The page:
Because there is a high level of genetic similarity among first-degree relatives, they are the most important to consider when evaluating your risk of developing cancer. The risk from second-degree relatives is important, though not as significant as that of first-degree relatives.
Beyond the first and second-degree relatives, the influence is too small to show any immediate impact on risk. A cousin, for example, does not significantly affect your risk as there is only a 12.5% chance you share the same genetic makeup.
It is important to emphasise that these are your biological (or blood) relatives. Your partner or adopted family do not contribute to your risk of developing cancer, even if they may have a history of cancer.
It is also important to remember that certain cancers only affect certain genders. For example, prostate cancer only affects those who are anatomically male as they have a prostate. The good news, it is hard to have an increased risk of prostate cancer without a prostate.
How does a family history cause cancer?
As we have mentioned previously, a strong link exists between family members having cancers. There are two reasons why cancer runs in families:
- Similar lifestyles and habits: Most families have similar lifestyles and habits, which can expose the entire family to the same risk factors such as sunlight, smoking, drinking and diet. All these factors increase someone’s risk of developing certain cancers. This type of family history is complicated to quantify and not used as much.
- Inherited Genetic Risk: Genetics also play a crucial role in predicting the risk of cancer. Families pass on genes, and some of these genes contain the code for a higher risk of developing certain cancers. The BRCA genes for example, are the genes that increase breast cancer risk (BRCA is an abbreviation for BReast CAncer).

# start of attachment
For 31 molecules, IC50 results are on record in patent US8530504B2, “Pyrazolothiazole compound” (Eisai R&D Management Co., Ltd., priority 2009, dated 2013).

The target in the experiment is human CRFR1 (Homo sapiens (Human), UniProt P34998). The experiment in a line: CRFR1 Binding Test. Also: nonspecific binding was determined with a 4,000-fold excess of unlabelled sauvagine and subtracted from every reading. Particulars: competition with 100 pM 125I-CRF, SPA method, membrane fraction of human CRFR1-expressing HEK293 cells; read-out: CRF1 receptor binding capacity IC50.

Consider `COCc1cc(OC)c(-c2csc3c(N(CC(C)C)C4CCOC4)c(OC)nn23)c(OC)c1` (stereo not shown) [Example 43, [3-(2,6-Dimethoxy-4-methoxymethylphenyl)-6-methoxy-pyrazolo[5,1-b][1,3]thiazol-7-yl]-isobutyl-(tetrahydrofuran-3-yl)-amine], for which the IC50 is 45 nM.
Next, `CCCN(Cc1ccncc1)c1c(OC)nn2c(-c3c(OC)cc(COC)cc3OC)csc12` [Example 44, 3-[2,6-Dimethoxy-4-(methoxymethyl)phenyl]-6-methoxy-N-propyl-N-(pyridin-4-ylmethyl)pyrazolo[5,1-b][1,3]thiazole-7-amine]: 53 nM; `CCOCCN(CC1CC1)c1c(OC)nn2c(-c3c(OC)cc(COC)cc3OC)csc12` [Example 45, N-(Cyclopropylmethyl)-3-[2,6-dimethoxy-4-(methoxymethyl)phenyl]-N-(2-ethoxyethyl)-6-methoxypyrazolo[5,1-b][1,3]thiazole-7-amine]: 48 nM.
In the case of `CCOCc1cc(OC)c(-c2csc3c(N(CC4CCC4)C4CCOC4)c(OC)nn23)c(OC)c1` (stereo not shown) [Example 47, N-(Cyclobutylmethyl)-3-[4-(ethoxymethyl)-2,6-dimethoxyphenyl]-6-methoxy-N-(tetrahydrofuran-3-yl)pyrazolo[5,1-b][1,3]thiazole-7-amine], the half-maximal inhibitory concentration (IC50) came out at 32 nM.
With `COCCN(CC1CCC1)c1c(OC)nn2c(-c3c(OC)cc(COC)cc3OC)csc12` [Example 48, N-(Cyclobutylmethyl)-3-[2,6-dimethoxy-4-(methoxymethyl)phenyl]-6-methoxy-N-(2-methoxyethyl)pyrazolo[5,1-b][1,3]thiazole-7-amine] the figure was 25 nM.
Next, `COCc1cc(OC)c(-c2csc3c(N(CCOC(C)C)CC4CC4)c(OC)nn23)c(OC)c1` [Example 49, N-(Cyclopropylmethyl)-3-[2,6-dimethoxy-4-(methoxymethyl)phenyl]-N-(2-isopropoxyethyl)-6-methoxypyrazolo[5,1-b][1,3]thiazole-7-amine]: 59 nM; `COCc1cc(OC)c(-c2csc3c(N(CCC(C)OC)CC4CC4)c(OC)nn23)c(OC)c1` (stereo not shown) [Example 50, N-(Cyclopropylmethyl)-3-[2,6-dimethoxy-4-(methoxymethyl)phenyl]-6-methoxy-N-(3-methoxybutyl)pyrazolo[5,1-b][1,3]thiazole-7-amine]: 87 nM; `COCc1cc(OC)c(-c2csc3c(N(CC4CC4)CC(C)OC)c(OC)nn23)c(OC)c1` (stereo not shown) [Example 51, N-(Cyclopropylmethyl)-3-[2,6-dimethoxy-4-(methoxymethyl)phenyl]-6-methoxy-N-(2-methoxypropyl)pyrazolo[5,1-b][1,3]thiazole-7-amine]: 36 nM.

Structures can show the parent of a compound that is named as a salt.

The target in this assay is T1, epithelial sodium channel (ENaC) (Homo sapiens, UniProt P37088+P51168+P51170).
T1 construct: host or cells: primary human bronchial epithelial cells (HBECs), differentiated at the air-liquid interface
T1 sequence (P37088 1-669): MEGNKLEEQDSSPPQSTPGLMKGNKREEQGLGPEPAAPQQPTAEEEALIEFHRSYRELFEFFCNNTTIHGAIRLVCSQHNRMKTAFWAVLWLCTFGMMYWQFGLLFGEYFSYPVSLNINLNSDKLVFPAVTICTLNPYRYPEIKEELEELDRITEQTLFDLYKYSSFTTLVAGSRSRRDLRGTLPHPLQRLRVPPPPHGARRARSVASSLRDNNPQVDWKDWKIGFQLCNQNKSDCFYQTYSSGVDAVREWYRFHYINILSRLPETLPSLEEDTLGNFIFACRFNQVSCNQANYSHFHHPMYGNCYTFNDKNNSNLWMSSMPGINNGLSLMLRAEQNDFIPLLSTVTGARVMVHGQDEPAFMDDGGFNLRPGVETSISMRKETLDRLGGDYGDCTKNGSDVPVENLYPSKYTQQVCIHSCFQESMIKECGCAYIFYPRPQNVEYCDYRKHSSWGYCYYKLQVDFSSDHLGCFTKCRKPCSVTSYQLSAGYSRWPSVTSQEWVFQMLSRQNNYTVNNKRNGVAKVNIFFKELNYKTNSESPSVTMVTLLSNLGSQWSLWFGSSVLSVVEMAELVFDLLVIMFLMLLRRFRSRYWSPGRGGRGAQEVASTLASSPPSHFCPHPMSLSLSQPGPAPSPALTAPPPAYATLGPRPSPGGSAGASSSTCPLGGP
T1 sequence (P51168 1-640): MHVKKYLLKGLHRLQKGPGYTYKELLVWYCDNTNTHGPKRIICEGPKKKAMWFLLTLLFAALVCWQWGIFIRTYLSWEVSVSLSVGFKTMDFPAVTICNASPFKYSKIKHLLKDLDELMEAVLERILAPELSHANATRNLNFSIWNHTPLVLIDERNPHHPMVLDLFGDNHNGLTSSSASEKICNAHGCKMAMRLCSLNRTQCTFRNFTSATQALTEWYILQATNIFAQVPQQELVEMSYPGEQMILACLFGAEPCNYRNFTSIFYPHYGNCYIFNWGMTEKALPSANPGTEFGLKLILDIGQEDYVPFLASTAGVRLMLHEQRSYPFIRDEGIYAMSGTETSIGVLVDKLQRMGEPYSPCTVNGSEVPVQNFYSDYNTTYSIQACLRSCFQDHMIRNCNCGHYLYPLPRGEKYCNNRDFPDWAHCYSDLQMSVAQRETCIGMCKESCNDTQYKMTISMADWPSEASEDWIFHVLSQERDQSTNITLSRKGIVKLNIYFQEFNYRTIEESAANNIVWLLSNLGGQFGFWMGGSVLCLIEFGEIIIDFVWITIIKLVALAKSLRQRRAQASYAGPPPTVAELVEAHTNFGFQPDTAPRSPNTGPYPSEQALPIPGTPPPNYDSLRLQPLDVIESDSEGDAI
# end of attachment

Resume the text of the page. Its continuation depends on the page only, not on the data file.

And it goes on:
When doctors ask you about your family history of cancer, they are attempting to determine whether you have a higher risk due to inherited reasons. From this information, they can better predict your risk of developing cancer. Prostate cancer is a highly heritable cancer; the next section goes into further detail on that.
Is prostate cancer genetically inherited?
Prostate cancer is one of the most heritable cancers. Your risk of developing prostate cancer is higher if a family member has been diagnosed with prostate cancer.
The heritable risk for prostate cancer, and most cancers in general, goes beyond just those family members who had prostate cancer. For instance, you can inherit your prostate cancer risk from female family members with breast cancer (Barber et al. 2018.)